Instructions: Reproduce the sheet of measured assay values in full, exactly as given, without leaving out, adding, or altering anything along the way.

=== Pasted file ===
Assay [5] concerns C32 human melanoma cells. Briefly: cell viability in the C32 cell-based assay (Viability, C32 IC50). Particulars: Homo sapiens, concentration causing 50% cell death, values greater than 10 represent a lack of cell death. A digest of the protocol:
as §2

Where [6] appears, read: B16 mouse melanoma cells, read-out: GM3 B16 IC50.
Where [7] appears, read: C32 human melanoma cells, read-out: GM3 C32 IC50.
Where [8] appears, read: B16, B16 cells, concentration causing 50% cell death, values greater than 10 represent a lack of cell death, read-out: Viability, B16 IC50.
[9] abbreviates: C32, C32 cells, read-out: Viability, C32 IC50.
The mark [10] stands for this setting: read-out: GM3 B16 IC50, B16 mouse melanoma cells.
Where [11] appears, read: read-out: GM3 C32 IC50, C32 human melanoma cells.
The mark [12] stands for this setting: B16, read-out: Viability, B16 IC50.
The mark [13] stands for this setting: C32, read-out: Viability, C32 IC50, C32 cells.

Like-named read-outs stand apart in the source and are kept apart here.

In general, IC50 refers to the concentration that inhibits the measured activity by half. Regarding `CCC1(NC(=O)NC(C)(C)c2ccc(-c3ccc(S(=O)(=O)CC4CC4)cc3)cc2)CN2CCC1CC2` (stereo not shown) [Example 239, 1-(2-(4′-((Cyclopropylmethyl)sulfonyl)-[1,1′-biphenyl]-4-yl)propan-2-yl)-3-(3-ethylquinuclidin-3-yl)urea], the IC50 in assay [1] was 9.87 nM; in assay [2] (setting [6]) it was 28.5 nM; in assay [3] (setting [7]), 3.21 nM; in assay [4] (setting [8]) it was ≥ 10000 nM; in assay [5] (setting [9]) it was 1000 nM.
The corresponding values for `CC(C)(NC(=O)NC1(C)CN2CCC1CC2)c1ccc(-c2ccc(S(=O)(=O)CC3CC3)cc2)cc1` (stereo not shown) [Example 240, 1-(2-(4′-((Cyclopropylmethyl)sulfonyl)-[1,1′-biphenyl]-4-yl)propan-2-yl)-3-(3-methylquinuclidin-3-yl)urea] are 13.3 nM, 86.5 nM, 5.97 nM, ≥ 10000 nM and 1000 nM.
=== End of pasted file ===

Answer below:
Assay [5] concerns C32 human melanoma cells. Briefly: cell viability in the C32 cell-based assay (Viability, C32 IC50). Particulars: Homo sapiens, concentration causing 50% cell death, values greater than 10 represent a lack of cell death. A digest of the protocol:
as §2

Where [6] appears, read: B16 mouse melanoma cells, read-out: GM3 B16 IC50.
Where [7] appears, read: C32 human melanoma cells, read-out: GM3 C32 IC50.
Where [8] appears, read: B16, B16 cells, concentration causing 50% cell death, values greater than 10 represent a lack of cell death, read-out: Viability, B16 IC50.
[9] abbreviates: C32, C32 cells, read-out: Viability, C32 IC50.
The mark [10] stands for this setting: read-out: GM3 B16 IC50, B16 mouse melanoma cells.
Where [11] appears, read: read-out: GM3 C32 IC50, C32 human melanoma cells.
The mark [12] stands for this setting: B16, read-out: Viability, B16 IC50.
The mark [13] stands for this setting: C32, read-out: Viability, C32 IC50, C32 cells.

Like-named read-outs stand apart in the source and are kept apart here.

In general, IC50 refers to the concentration that inhibits the measured activity by half. Regarding `CCC1(NC(=O)NC(C)(C)c2ccc(-c3ccc(S(=O)(=O)CC4CC4)cc3)cc2)CN2CCC1CC2` (stereo not shown) [Example 239, 1-(2-(4′-((Cyclopropylmethyl)sulfonyl)-[1,1′-biphenyl]-4-yl)propan-2-yl)-3-(3-ethylquinuclidin-3-yl)urea], the IC50 in assay [1] was 9.87 nM; in assay [2] (setting [6]) it was 28.5 nM; in assay [3] (setting [7]), 3.21 nM; in assay [4] (setting [8]) it was ≥ 10000 nM; in assay [5] (setting [9]) it was 1000 nM.
The corresponding values for `CC(C)(NC(=O)NC1(C)CN2CCC1CC2)c1ccc(-c2ccc(S(=O)(=O)CC3CC3)cc2)cc1` (stereo not shown) [Example 240, 1-(2-(4′-((Cyclopropylmethyl)sulfonyl)-[1,1′-biphenyl]-4-yl)propan-2-yl)-3-(3-methylquinuclidin-3-yl)urea] are 13.3 nM, 86.5 nM, 5.97 nM, ≥ 10000 nM and 1000 nM.